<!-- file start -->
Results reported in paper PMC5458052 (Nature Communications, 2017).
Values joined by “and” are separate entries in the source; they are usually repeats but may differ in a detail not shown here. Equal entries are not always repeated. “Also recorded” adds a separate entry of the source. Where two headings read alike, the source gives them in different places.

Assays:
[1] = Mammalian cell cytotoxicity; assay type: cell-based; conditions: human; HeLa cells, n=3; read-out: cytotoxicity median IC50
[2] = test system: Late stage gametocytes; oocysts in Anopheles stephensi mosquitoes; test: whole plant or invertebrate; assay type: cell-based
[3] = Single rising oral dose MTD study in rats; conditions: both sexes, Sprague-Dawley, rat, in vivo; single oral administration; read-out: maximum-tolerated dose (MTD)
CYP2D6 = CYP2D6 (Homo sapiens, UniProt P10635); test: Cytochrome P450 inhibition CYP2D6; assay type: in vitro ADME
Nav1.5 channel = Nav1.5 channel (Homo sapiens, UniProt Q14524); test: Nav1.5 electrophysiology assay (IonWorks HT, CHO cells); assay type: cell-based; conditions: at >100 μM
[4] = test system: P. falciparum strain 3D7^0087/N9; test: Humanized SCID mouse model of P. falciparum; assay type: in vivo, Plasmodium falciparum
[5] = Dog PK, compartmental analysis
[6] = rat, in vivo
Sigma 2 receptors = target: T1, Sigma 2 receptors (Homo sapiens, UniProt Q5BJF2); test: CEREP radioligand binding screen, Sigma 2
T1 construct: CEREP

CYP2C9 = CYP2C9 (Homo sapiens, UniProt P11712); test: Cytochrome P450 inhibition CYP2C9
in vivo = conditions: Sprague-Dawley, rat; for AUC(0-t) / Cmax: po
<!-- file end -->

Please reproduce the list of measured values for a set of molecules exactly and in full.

Results reported in paper PMC5458052 (Nature Communications, 2017).
Values joined by “and” are separate entries in the source; they are usually repeats but may differ in a detail not shown here. Equal entries are not always repeated. “Also recorded” adds a separate entry of the source. Where two headings read alike, the source gives them in different places.

Assays:
[1] = Mammalian cell cytotoxicity; assay type: cell-based; conditions: human; HeLa cells, n=3; read-out: cytotoxicity median IC50
[2] = test system: Late stage gametocytes; oocysts in Anopheles stephensi mosquitoes; test: whole plant or invertebrate; assay type: cell-based
[3] = Single rising oral dose MTD study in rats; conditions: both sexes, Sprague-Dawley, rat, in vivo; single oral administration; read-out: maximum-tolerated dose (MTD)
CYP2D6 = CYP2D6 (Homo sapiens, UniProt P10635); test: Cytochrome P450 inhibition CYP2D6; assay type: in vitro ADME
Nav1.5 channel = Nav1.5 channel (Homo sapiens, UniProt Q14524); test: Nav1.5 electrophysiology assay (IonWorks HT, CHO cells); assay type: cell-based; conditions: at >100 μM
[4] = test system: P. falciparum strain 3D7^0087/N9; test: Humanized SCID mouse model of P. falciparum; assay type: in vivo, Plasmodium falciparum
[5] = Dog PK, compartmental analysis
[6] = rat, in vivo
Sigma 2 receptors = target: T1, Sigma 2 receptors (Homo sapiens, UniProt Q5BJF2); test: CEREP radioligand binding screen, Sigma 2
T1 construct: CEREP

CYP2C9 = CYP2C9 (Homo sapiens, UniProt P11712); test: Cytochrome P450 inhibition CYP2C9
in vivo = conditions: Sprague-Dawley, rat; for AUC(0-t) / Cmax: po